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Proposed California Law Would Mandate Smartphone Kill Switch 252

Posted by timothy
from the kill-kill-kill dept.
alphadogg writes "Kill-switch technology that can render a lost or stolen smartphone useless would become mandatory in California under a new bill that will be proposed to the state legislature in January. The bill will be introduced by Senator Mark Leno, a Democrat representing San Francisco and neighboring towns, and George Gascón, the district attorney for San Francisco. Gascón has been spearheading a push by major law-enforcement agencies across the U.S. for more to be done to prevent smartphone theft. The proposed law could reach well beyond the borders of California. Because of the difficulty and added cost of producing handsets solely for sale in California, it could serve to make kill-switch technology a standard feature on phones sold across the U.S."
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Proposed California Law Would Mandate Smartphone Kill Switch

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  • by demachina (71715) on Thursday December 19, 2013 @05:46PM (#45740577)

    Very uaseful for law enforcement to kill the smartphones of anyone they consider problematic, like leaders of streets protests or occupy movements.

  • by ZombieBraintrust (1685608) on Thursday December 19, 2013 @05:57PM (#45740719)
    Federal Communication Commision regulates cell phones. Federal law preempts state law. Any California law could be nulified by the FCC.
  • Re:Watch (Score:5, Interesting)

    by maliqua (1316471) on Thursday December 19, 2013 @06:19PM (#45740949)

    except the kill switch could also disable video recording and picture taking. quickly followed by loud yells in the background "stop resisting stop resisting"

  • by Taelron (1046946) on Thursday December 19, 2013 @06:27PM (#45741041)
    Its already possible to do, but the Phone companies do NOT want to do this. They make money off you buying a new phone and the selling coverage to the user of your lost/stolen phone.

    There was an article about this less than a month ago in the huffington post... []

  • Re:No... (Score:5, Interesting)

    by LunaticTippy (872397) on Thursday December 19, 2013 @07:26PM (#45741625)
    You don't have to brick it. Other countries use a blacklist of IMEI numbers. Phone theft has decreased because stolen phones won't be able to connect to any mobile networks. Yeah, there are various workarounds and hacks but it's not intended to stop smart people.
  • by TehZorroness (1104427) on Thursday December 19, 2013 @09:42PM (#45742483)

    From my perspective it was mostly about finding consensus. It was a great opportunity to talk to completely random people from a variety of demographics about the issues we care about as individuals, which are different for each person (as opposed to issues the media wants to push, or use as a distraction). A lot of people made a point about what our demands were, or what our direction was. The truth is, it was never about demands, and our only universal goal really was to reach out to our fellow citizens and establish that if you are worried about the direction our nation is heading in, you are not alone! I think our biggest problem as a nation is apathy. The government can kill American citizens with drone strikes, covertly archive all our personal communication, take natural resources and allow corrupt monopolies to form around them, waste trillions of dollars, preserve crooked business institutions, incarcerate more people than any other country in the world, and flat out lie to it's people, and we just shrug our shoulders and say, "Oh well..." The Occupy Movement was one of our biggest opportunities in a while to get together and affirm that we do care, and that if things head south, the people do have the power to change things. I think that was our greatest accomplishment. As far as government policy goes, I don't think the movement changed all too much, but if you look back, the womens' suffrage and civil rights movement didn't reach their goals overnight either. People have been fighting for gay marraige for years. These things take a long time. One day, the government will behave and listen to it's people again, but it won't happen overnight.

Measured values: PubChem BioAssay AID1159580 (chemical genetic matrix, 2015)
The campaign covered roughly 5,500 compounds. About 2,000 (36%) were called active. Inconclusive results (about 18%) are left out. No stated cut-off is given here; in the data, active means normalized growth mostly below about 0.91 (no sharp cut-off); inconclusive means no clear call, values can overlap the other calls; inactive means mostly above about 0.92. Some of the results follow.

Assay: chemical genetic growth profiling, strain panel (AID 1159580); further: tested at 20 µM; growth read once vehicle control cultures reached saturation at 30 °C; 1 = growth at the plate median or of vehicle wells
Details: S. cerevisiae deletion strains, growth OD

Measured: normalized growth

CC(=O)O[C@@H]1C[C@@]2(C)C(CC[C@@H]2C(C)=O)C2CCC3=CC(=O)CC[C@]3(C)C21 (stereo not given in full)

Another thing I noticed is that the camp also served as a training ground for the next generation of activists. A lot of the young people came out to participate (possibly because of the Anonymous affiliation) who had never participated in political activism in person before. If you are not familiar with the environment of a political protest that the local and federal institutions dread, you can find yourself in serious trouble very quick. First of all, where there are crowds, there are thieves. On top of that there are hundreds of cops that will not lift a finger for you if you are in need of help. There are spies, undercovers and sometimes agent provocateurs. People get very connected to their cause and are willing to make extreme choices, sometimes en-masse. You need to be aware of the groupthink, and look out for potential problems, because riots or stampedes can occur almost spontaneously. All it takes is an idiot cop to start pepper spraying (or in NY, for the police to pull out the orange mass-arrest nets) or a riot squad to start shoving a large crowd of people, or some idiot to attack the cops and give them an excuse for an all out brawl. I think a lot of people joined in thinking it would be all fun and games, and came out ready to handle themselves in the next political uprising.

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